“Next time you handicap the AFC playoffs, make sure to include the Pittsburgh Steelers,” wrote CBSSports.com’s Clark Judge. “Guaranteed, they'll be there.”

“I don't know how. I don't know when. I just know they'll be there, though probably not as the AFC North champion. That should be arch-rival Baltimore, a club that was supposed to handle the Steelers Sunday for all the right reasons ... but didn't.”

The Steelers making the playoff is not far-fetched.

If the season ended today, the Steelers (7-5) would hold the head-to-head tiebreaker over the Bengals (7-5) for the sixth and final wild-card spot. The two teams meet in Week 16, however, and the winner of the game will likely secure a postseason berth.

Of the remaining schedules in the AFC North, Pittsburgh has the most advantageous with three of the last four at home and only facing one team with a winning record (Cincy).

Ravens

Steelers

Bengals

at Redskins (5-6)

Chargers (4-8)

Cowboys (6-6)

Broncos (9-3)

at Cowboys (6-6)

at Eagles (3-9)

Giants (7-4)

Bengals (7-5)

at Steelers (7-5)

at Bengals (7-5)

Browns (4-8)

Ravens (9-3)

And if the Steelers do make it to the playoffs – watch out. They will likely have back their Super Bowl-winning quarterback. With Ben Roethlisberger under center, coupled with the league’s best defense and a running game that is taking off, nobody will want to draw a matchup against them in the postseason.

“It hasn't been a smooth first three months for the Steelers, whose body of work includes losses to the Raiders, Titans and Browns. But if they can reach the playoffs, none of that will matter,” wrote CSNBaltimore.com’s Bo Smolka. “The slate will be wiped clean, as they say, and if Roethlisberger returns and can be effective, this team could make a deep playoff run. They'd have to win on the road, but if they can win in Baltimore, they can win anywhere.”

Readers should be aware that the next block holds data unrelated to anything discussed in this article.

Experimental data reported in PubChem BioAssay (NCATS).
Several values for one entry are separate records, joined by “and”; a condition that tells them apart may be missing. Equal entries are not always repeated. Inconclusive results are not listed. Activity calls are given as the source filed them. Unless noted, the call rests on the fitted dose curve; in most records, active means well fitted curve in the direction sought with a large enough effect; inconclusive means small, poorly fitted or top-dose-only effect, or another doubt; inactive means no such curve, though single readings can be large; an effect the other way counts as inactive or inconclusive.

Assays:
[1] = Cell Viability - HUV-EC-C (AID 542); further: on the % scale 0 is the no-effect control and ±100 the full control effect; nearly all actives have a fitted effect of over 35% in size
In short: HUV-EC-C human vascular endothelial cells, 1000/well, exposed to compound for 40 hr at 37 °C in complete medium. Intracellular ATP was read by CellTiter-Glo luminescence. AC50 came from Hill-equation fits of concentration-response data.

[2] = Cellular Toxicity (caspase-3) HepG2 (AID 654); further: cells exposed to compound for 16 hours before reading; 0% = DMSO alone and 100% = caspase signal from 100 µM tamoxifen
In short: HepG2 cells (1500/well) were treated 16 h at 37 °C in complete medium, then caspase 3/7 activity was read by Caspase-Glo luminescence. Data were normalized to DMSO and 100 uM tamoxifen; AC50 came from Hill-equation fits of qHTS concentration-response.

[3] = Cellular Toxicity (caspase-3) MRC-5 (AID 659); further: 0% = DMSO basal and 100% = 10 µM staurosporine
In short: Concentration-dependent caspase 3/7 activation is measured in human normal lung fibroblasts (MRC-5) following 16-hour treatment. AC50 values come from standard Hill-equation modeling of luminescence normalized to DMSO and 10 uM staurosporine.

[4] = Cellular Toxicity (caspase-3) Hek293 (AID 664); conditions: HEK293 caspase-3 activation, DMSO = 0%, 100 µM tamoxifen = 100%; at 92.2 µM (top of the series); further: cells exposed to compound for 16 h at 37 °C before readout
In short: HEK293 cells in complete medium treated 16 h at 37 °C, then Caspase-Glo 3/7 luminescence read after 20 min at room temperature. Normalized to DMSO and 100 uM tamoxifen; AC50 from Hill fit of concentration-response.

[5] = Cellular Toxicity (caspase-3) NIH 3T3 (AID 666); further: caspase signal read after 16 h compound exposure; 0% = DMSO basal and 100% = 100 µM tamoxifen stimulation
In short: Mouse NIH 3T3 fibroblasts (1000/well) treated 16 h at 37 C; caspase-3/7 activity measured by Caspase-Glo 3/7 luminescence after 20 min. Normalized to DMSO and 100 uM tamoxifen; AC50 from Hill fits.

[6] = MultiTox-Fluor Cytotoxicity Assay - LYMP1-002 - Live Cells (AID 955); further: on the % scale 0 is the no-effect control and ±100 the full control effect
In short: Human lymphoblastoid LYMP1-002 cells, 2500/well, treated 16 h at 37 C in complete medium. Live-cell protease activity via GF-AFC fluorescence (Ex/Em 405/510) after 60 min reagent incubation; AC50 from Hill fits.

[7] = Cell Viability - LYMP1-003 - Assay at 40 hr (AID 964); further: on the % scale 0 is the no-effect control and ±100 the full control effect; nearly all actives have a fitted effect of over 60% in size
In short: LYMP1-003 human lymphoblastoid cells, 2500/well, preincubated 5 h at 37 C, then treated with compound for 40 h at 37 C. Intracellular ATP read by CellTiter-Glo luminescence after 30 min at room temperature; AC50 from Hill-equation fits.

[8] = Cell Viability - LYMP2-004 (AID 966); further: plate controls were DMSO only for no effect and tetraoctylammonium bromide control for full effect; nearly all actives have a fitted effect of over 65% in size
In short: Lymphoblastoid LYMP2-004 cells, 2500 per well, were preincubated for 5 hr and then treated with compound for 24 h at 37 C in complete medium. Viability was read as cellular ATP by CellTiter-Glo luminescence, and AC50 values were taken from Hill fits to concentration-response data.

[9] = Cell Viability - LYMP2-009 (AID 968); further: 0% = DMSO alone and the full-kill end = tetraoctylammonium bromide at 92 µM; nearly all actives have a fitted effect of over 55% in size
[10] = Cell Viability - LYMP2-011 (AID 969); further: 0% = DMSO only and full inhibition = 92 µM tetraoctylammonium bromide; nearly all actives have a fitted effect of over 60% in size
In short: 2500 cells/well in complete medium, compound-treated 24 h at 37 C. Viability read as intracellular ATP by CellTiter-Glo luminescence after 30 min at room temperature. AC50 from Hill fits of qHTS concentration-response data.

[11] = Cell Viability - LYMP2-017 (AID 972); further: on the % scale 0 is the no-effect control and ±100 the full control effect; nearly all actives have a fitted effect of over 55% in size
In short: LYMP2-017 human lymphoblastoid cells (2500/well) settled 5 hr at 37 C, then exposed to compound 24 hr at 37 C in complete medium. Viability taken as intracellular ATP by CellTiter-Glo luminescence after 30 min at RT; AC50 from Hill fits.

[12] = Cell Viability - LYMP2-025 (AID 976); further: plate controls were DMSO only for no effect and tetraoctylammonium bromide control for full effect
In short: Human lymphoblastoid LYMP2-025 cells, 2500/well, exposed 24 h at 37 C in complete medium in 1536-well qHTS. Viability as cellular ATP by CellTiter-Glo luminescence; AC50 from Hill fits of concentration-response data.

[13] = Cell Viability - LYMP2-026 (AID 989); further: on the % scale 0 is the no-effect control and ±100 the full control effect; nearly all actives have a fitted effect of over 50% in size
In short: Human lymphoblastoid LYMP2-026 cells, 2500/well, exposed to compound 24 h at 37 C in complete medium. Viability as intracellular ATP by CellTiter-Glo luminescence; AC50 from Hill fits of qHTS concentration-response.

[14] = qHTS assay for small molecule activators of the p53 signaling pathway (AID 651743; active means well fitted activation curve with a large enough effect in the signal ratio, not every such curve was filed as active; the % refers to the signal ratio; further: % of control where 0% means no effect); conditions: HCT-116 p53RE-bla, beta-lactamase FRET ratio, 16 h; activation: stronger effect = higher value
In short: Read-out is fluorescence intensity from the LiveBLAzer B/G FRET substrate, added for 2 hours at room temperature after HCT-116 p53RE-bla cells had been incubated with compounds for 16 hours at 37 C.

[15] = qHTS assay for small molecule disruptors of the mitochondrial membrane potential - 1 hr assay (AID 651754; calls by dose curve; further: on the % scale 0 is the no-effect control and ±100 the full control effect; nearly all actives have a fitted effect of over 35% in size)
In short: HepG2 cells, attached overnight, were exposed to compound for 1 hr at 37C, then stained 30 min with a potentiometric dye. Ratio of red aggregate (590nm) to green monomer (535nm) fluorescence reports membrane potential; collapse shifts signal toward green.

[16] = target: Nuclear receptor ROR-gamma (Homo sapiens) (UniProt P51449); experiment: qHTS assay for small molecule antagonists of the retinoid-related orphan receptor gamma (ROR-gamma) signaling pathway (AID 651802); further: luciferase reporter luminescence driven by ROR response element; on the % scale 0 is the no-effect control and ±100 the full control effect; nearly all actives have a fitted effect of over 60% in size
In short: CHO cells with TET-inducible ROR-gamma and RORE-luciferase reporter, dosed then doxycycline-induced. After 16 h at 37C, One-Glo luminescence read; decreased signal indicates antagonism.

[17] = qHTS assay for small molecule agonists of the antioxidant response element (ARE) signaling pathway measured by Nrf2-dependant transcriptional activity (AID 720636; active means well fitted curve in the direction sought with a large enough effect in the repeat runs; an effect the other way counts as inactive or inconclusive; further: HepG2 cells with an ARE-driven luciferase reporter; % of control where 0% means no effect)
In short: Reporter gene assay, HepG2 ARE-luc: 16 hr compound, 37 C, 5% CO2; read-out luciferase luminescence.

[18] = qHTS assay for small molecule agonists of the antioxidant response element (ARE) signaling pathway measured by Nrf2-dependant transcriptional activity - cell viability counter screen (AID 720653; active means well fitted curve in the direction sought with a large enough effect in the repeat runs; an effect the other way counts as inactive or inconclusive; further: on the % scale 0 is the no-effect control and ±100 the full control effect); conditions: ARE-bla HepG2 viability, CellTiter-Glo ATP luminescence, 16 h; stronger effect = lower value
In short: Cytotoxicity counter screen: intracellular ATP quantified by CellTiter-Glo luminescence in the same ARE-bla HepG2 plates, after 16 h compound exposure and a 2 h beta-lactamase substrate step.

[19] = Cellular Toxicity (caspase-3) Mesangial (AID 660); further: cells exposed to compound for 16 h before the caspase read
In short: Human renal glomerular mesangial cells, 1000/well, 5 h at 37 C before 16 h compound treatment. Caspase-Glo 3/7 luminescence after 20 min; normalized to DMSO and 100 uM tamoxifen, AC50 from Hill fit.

Ravens Still Control No. 2 Seed, Home-Playoff Destiny

Moments after the Ravens lost last night, The Sun’s Peter Schmuck wrote: “They'll remember this one when they board their first charter flight during the playoffs.”

That may prove to be true, but it may not happen until the AFC championship (if Baltimore advances that far). While they rank No. 3 in the conference now, the Ravens actually still control the second seed and their home-playoff destiny.

If the season ended today, the top four AFC teams would be:

1. Texans (11-1)
2. Patriots (9-3)
3. Ravens (9-3)
4. Broncos (9-3)

The Ravens fell to the No. 3 playoff spot yesterday because the three-way tiebreaker between New England, Baltimore and Denver is determined by conference record. The Pats have the best.

But remember, two-way tiebreakers are determined by head-to-head matchups. The Ravens hold the advantage over the Pats after their Week 3 win.